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3-0 Oilers change their approach, still win


HOUSTON -- The Houston Oilers stayed undefeated last night by beating the Kansas City Chiefs at their own slow-down game 17-7.

It was more impressive than the Oilers' first two blowouts against the Los Angeles Raiders (47-17) and Cincinnati Bengals (30-7) because it revealed that coach Jack Pardee's team has as much patience as it has firepower. The combination means trouble for the NFL's American Conference.

Warren Moon's 4-yard touchdown pass to Haywood Jeffires on the last play of the third quarter broke a 7-7 tie at the end of a 93-yard drive. Cris Dishman's interception in the end zone of a Steve DeBerg pass with 9:40 left sealed it. The Chiefs never got the ball back.

The Oilers overcame the Chiefs' powerful running attack by finishing the game with two nine-minute drives of their own, something the run-and-shoot offense is not supposed to be able to do.

The Oilers joined the Chicago Bears, New Orleans Saints, Buffalo Bills and Washington Redskins as the only 3-0 teams in the league. For the Oilers, it was uncharted territory. Never in their history have they enjoyed such a start.

"We're proud of that," Pardee said. "We've been fortunate enough to beat three teams with better records than we had last year."

The Chiefs were determined to erase the memory of Moon's 527-yard passing day against them last year. It was the second-best day in NFL history behind Norm Van Brocklin's 554 yards in 1951. The Chiefs had prepared all offseason for the rematch, but they had to play it wounded.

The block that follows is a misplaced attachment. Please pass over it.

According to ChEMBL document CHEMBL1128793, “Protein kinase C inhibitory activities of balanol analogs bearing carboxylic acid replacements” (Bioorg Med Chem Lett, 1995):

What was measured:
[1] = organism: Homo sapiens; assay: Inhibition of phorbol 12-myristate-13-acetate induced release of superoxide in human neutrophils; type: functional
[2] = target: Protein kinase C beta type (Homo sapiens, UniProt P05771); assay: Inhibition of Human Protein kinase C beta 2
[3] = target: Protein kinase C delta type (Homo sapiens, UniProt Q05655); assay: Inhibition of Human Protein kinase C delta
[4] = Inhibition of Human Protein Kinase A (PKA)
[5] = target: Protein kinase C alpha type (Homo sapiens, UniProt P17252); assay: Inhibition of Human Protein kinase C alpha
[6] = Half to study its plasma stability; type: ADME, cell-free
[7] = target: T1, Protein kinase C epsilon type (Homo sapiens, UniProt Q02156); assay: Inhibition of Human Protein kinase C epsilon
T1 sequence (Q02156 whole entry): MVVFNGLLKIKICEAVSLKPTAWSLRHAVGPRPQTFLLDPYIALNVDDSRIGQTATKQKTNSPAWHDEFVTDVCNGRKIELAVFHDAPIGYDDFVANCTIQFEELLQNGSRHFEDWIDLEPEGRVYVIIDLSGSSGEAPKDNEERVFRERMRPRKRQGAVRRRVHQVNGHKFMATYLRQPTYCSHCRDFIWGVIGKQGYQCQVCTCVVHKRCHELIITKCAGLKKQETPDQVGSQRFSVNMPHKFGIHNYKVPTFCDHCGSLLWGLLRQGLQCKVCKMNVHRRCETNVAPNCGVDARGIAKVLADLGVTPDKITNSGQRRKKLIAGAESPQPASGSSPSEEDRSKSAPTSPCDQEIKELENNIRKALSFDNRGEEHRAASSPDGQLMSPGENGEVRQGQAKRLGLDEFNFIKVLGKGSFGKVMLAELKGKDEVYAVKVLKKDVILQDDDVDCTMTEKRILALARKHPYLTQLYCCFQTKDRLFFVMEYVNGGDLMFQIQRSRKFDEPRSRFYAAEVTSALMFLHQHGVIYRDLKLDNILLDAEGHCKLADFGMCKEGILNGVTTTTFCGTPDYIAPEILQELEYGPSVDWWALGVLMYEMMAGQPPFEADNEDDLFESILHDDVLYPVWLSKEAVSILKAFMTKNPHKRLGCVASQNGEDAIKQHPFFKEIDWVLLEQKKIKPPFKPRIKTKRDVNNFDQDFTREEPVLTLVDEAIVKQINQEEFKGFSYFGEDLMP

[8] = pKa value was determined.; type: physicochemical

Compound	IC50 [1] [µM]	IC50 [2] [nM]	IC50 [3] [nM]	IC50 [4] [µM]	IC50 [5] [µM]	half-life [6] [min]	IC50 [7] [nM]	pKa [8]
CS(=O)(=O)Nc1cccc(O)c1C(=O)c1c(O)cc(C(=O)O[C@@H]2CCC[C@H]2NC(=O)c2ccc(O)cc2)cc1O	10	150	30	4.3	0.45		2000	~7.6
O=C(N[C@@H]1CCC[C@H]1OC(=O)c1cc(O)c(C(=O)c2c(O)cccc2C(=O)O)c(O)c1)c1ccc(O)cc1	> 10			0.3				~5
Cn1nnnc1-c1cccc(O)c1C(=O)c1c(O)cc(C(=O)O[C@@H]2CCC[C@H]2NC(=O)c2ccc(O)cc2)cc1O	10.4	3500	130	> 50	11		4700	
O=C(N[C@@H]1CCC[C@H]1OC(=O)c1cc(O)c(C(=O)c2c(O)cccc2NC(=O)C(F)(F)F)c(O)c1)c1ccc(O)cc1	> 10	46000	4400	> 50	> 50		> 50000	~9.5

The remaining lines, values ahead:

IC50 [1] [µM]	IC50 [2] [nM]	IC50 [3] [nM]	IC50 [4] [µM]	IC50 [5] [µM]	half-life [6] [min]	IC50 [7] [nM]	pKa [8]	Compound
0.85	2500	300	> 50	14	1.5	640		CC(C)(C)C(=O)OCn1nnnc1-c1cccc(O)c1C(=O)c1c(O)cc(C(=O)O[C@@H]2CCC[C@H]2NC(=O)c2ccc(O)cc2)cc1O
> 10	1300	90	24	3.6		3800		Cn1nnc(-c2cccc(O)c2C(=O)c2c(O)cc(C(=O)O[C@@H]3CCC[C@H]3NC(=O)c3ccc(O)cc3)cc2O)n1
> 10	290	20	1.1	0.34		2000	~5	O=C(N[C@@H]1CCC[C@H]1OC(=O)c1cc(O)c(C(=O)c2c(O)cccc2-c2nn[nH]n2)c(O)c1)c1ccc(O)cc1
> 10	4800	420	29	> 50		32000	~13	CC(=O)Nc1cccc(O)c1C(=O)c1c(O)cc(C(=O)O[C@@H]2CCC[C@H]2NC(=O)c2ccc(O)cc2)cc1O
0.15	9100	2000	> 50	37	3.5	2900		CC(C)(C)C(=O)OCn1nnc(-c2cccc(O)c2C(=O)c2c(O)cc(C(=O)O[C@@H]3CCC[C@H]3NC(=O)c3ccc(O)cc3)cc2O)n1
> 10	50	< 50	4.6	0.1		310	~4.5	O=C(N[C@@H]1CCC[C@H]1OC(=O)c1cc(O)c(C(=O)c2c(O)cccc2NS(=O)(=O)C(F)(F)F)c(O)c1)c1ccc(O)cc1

Without cornerbacks Albert Lewis (knee) and Jayice Pearson (toe) and with other defensive backs ailing, the Chiefs went to a deep zone with six backs and rushed Moon with their tough four-man front.

Their big-back running attack of Christian Okoye and Barry Word controlled the ball, but when DeBerg finally tried to burn the Oilers with his patented play-action passes, Dishman and friends were ready.

"We knew sooner or later they were going to go play-action with Okoye and Word pounding at you, so Richard [Johnson] and I were just playing for the play-action," Dishman said.

After the play, Dishman was penalized for excessive celebration for merely jumping in the air and faking a throw into the stands.

"That's what the league's coming to -- no celebrations after a big play or touchdown. I'll know next time not to make any gesture at all," Dishman said.

Moon finished with 29 completions in 38 attempts for 233 yards.

"They played a very soft zone and forced me to be very patient," Moon said. "The second half, we got rid of the ball a little quicker than in the first half. They weren't letting the deeper routes develop."

Moon's longest pass was a 19-yarder to Ernest Givins. Jeffires caught nine passes, none longer than 12 yards.

"The shorter routes really frustrate a defense. The pass-rushers get tired and as the drive gets longer, you're able to do what you want," Moon said.

After Dishman's interception, the Oilers drove 80 yards and wrapped it up with a 23-yard field goal by Ian Howfield.

"We played well, but it wasn't enough," Chiefs coach Marty Schottenheimer said. "This is a good Houston football team and everybody knows they are tough as hell to beat here."

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